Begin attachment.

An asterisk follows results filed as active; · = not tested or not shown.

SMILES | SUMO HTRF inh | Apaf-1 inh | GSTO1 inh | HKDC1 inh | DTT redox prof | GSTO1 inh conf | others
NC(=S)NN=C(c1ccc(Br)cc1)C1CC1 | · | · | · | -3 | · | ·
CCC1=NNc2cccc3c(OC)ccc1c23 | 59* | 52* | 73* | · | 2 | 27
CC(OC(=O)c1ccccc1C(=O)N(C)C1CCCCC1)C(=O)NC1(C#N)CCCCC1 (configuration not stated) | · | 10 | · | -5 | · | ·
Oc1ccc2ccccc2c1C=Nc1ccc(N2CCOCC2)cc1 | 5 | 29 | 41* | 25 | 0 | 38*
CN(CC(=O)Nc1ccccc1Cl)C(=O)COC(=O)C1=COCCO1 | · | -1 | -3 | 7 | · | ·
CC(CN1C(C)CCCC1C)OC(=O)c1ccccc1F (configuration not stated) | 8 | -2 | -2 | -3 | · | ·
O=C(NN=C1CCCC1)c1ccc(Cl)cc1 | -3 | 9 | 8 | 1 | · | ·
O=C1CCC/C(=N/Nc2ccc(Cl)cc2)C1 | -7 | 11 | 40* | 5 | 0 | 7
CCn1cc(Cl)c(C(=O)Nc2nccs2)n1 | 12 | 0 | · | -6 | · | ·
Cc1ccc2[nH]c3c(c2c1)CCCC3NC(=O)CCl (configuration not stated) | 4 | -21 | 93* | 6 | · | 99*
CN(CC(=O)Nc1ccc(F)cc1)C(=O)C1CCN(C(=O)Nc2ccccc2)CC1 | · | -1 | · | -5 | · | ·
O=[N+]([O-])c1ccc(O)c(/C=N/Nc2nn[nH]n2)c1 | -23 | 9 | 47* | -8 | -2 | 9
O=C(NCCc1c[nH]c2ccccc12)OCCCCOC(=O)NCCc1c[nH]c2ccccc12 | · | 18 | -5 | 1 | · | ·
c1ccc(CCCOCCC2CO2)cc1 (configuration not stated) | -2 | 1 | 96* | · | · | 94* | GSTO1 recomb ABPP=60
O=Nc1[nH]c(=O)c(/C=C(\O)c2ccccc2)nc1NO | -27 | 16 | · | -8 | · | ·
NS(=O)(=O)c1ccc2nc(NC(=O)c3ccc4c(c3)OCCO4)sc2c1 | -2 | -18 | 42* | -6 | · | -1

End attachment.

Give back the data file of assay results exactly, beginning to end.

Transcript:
An asterisk follows results filed as active; · = not tested or not shown.

SMILES | SUMO HTRF inh | Apaf-1 inh | GSTO1 inh | HKDC1 inh | DTT redox prof | GSTO1 inh conf | others
NC(=S)NN=C(c1ccc(Br)cc1)C1CC1 | · | · | · | -3 | · | ·
CCC1=NNc2cccc3c(OC)ccc1c23 | 59* | 52* | 73* | · | 2 | 27
CC(OC(=O)c1ccccc1C(=O)N(C)C1CCCCC1)C(=O)NC1(C#N)CCCCC1 (configuration not stated) | · | 10 | · | -5 | · | ·
Oc1ccc2ccccc2c1C=Nc1ccc(N2CCOCC2)cc1 | 5 | 29 | 41* | 25 | 0 | 38*
CN(CC(=O)Nc1ccccc1Cl)C(=O)COC(=O)C1=COCCO1 | · | -1 | -3 | 7 | · | ·
CC(CN1C(C)CCCC1C)OC(=O)c1ccccc1F (configuration not stated) | 8 | -2 | -2 | -3 | · | ·
O=C(NN=C1CCCC1)c1ccc(Cl)cc1 | -3 | 9 | 8 | 1 | · | ·
O=C1CCC/C(=N/Nc2ccc(Cl)cc2)C1 | -7 | 11 | 40* | 5 | 0 | 7
CCn1cc(Cl)c(C(=O)Nc2nccs2)n1 | 12 | 0 | · | -6 | · | ·
Cc1ccc2[nH]c3c(c2c1)CCCC3NC(=O)CCl (configuration not stated) | 4 | -21 | 93* | 6 | · | 99*
CN(CC(=O)Nc1ccc(F)cc1)C(=O)C1CCN(C(=O)Nc2ccccc2)CC1 | · | -1 | · | -5 | · | ·
O=[N+]([O-])c1ccc(O)c(/C=N/Nc2nn[nH]n2)c1 | -23 | 9 | 47* | -8 | -2 | 9
O=C(NCCc1c[nH]c2ccccc12)OCCCCOC(=O)NCCc1c[nH]c2ccccc12 | · | 18 | -5 | 1 | · | ·
c1ccc(CCCOCCC2CO2)cc1 (configuration not stated) | -2 | 1 | 96* | · | · | 94* | GSTO1 recomb ABPP=60
O=Nc1[nH]c(=O)c(/C=C(\O)c2ccccc2)nc1NO | -27 | 16 | · | -8 | · | ·
NS(=O)(=O)c1ccc2nc(NC(=O)c3ccc4c(c3)OCCO4)sc2c1 | -2 | -18 | 42* | -6 | · | -1